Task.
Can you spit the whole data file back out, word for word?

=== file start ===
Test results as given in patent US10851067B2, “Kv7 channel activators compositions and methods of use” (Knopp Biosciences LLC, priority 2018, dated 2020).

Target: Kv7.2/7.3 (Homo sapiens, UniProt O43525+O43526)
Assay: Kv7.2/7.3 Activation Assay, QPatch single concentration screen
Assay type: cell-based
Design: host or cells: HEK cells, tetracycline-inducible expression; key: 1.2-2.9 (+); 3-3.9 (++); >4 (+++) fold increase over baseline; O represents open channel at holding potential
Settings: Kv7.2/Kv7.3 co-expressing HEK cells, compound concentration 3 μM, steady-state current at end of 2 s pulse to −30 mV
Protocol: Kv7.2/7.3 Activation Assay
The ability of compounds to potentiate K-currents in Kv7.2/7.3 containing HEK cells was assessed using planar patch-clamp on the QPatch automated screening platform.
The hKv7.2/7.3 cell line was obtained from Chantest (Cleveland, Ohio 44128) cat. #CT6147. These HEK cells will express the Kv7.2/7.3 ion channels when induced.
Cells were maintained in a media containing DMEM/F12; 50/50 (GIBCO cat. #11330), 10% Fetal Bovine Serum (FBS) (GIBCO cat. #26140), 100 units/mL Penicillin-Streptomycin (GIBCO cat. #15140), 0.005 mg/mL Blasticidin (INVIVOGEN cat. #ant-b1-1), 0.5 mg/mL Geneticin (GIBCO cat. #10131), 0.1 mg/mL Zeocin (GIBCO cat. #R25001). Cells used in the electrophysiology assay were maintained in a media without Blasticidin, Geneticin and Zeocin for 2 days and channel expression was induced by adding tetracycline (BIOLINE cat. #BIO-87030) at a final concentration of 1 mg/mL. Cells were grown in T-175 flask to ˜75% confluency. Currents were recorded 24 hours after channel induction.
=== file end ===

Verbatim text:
Test results as given in patent US10851067B2, “Kv7 channel activators compositions and methods of use” (Knopp Biosciences LLC, priority 2018, dated 2020).

Target: Kv7.2/7.3 (Homo sapiens, UniProt O43525+O43526)
Assay: Kv7.2/7.3 Activation Assay, QPatch single concentration screen
Assay type: cell-based
Design: host or cells: HEK cells, tetracycline-inducible expression; key: 1.2-2.9 (+); 3-3.9 (++); >4 (+++) fold increase over baseline; O represents open channel at holding potential
Settings: Kv7.2/Kv7.3 co-expressing HEK cells, compound concentration 3 μM, steady-state current at end of 2 s pulse to −30 mV
Protocol: Kv7.2/7.3 Activation Assay
The ability of compounds to potentiate K-currents in Kv7.2/7.3 containing HEK cells was assessed using planar patch-clamp on the QPatch automated screening platform.
The hKv7.2/7.3 cell line was obtained from Chantest (Cleveland, Ohio 44128) cat. #CT6147. These HEK cells will express the Kv7.2/7.3 ion channels when induced.
Cells were maintained in a media containing DMEM/F12; 50/50 (GIBCO cat. #11330), 10% Fetal Bovine Serum (FBS) (GIBCO cat. #26140), 100 units/mL Penicillin-Streptomycin (GIBCO cat. #15140), 0.005 mg/mL Blasticidin (INVIVOGEN cat. #ant-b1-1), 0.5 mg/mL Geneticin (GIBCO cat. #10131), 0.1 mg/mL Zeocin (GIBCO cat. #R25001). Cells used in the electrophysiology assay were maintained in a media without Blasticidin, Geneticin and Zeocin for 2 days and channel expression was induced by adding tetracycline (BIOLINE cat. #BIO-87030) at a final concentration of 1 mg/mL. Cells were grown in T-175 flask to ˜75% confluency. Currents were recorded 24 hours after channel induction.